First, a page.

Thursday, December 18, 2014

Thursday, December 18, 2014

At 8:00 this morning we docked at St Thomas of the Virgin Islands. Too early to find anything open or any reason to explore Charlotte Amalia. The last time I was here it rained heavily nearly the entire time. The town is at the bottom of some seriously steep hills. The water ran down the hills and flooded the streets at the coast line. I sought shelter in a store, and within fifteen minutes there was an inch of water in the store, and when a car went by through the water, the waves made it all the a mess in the stores. This time, no rain!

I slept through that Abs thing today. What a shame. The ribbon makers made wine cork key chains today. That event is sound more and more like summer camp or a Boyer Cousin reunion with Mari in charge. I did get off to accompany the lady off the ship who lost her husband on Monday. With no rain this time, I took more time to explore the little city. This island was named by Columbus who stopped here in his second voyage on the feast of St Thomas which is why it bears that name. At the time it was covered with Mahogany trees. The Danes owned the island in the 18th and 19th century. They cut down all the trees and made a mess of things. President Wilson bought the island from the Danes to keep Germans from getting territory this close to the American Continent believing that the Germans were sure to invade Denmark which would have given them St Thomas.

The oldest and longest in-use Synagogue is here, but the present building is not the original. At some point in the mid 1800s the entire town burned down, but the present Synagogue was one of the first building rebuilt out of the mahogany. It is a “killer” walk up to see it because it is high on “Synagogue Hill.” The Jewish people came here late in the 1700s after being expelled from Rhode Island. I always find these historical details fascinating. There was never much early development here because it was a Pirate hangout in the 18th century. Most of the early inhabitants were slaves and those not slaves were share croppers which amounted to the same thing. Sugar Cane was the product and the reason they were here. Twenty years before slavery ended in the United States, it ended here at St Thomas, and the building where its end was proclaimed is a center piece of the island.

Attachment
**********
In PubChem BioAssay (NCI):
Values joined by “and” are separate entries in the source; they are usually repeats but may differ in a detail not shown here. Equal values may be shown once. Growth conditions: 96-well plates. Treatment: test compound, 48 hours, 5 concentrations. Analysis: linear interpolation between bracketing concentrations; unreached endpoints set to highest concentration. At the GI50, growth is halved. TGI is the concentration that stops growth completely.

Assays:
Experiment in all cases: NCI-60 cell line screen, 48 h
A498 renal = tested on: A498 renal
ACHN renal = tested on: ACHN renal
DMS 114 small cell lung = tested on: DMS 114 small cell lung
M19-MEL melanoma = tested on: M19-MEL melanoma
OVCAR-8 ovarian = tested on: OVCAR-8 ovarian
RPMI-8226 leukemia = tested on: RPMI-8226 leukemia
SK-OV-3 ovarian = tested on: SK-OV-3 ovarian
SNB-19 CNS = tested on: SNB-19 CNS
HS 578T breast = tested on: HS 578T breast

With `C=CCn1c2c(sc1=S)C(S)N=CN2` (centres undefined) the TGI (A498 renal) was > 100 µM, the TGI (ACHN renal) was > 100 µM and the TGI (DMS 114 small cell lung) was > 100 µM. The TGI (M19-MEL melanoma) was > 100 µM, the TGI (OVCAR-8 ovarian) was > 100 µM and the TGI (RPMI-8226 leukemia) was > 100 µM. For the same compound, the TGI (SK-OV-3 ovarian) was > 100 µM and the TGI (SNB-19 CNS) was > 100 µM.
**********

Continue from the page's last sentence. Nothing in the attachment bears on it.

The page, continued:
We sailed at 4:30. Mass was at 5:00 with a nice group of about 40. “Dolphin Tale 2” was the film I did not see today. There was a “Cocktail Sampling” at 8:00, and a Pub Crawl at 9:30. I suspect that by the time that was over, we should have been on “man overboard” alert. There was a Vocalist entertaining on the Main Stage tonight. She did vocal imitations of many female vocalists, and was quite good. Yesterday was a 6 miles walking day, and today 5.2 but I suspect I should have done more. The belt is tight.

We are sailing at 18 knots tonight with a 31 mph wind blowing straight at the starboard side of the ship, so we’re doing a little rock and roll. The lights of San Juan are lighting up the southern horizon as we pass Puerto Rico heading back toward Florida. The humidity is at  70%. We have sailed 1106 nm so far with 639 nm to sail tonight and tomorrow heading toward Half Moon Key (Bahama chain). At this spot on the earth the seas is 3,090 meters deep. it’s overcast and 79 degrees. We will be sailing all day tomorrow which means Mass is at 8:00 just when I would like to sleep in.

Here is a look at the little Cathedral on St Thomas where Sean Cardinal O’Malley of Boston was once Bishop, and a look at the Harbor as we sailed away.

 14.12.18 St Thomas Cathedral Nave and Ceiling14.12.18 St Thomas at Sail Away

Father Tom Boyer